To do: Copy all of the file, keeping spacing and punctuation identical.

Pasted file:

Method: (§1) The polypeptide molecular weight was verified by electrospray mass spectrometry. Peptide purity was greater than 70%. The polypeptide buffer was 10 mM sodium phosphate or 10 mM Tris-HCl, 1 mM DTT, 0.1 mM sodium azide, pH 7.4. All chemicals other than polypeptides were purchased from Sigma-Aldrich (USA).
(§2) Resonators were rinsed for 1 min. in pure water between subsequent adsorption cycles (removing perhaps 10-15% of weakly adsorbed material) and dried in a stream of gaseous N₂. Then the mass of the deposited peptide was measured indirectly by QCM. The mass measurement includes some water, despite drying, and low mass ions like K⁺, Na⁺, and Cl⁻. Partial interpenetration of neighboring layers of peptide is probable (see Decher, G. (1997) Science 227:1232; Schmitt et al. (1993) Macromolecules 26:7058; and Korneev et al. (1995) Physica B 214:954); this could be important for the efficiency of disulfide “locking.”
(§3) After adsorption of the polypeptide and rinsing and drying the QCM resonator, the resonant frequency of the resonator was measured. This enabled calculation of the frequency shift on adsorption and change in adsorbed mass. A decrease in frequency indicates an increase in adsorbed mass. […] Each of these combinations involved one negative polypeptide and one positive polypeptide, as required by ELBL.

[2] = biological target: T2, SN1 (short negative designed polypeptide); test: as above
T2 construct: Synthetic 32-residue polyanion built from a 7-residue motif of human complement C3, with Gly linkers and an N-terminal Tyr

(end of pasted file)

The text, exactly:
Method: (§1) The polypeptide molecular weight was verified by electrospray mass spectrometry. Peptide purity was greater than 70%. The polypeptide buffer was 10 mM sodium phosphate or 10 mM Tris-HCl, 1 mM DTT, 0.1 mM sodium azide, pH 7.4. All chemicals other than polypeptides were purchased from Sigma-Aldrich (USA).
(§2) Resonators were rinsed for 1 min. in pure water between subsequent adsorption cycles (removing perhaps 10-15% of weakly adsorbed material) and dried in a stream of gaseous N₂. Then the mass of the deposited peptide was measured indirectly by QCM. The mass measurement includes some water, despite drying, and low mass ions like K⁺, Na⁺, and Cl⁻. Partial interpenetration of neighboring layers of peptide is probable (see Decher, G. (1997) Science 227:1232; Schmitt et al. (1993) Macromolecules 26:7058; and Korneev et al. (1995) Physica B 214:954); this could be important for the efficiency of disulfide “locking.”
(§3) After adsorption of the polypeptide and rinsing and drying the QCM resonator, the resonant frequency of the resonator was measured. This enabled calculation of the frequency shift on adsorption and change in adsorbed mass. A decrease in frequency indicates an increase in adsorbed mass. […] Each of these combinations involved one negative polypeptide and one positive polypeptide, as required by ELBL.

[2] = biological target: T2, SN1 (short negative designed polypeptide); test: as above
T2 construct: Synthetic 32-residue polyanion built from a 7-residue motif of human complement C3, with Gly linkers and an N-terminal Tyr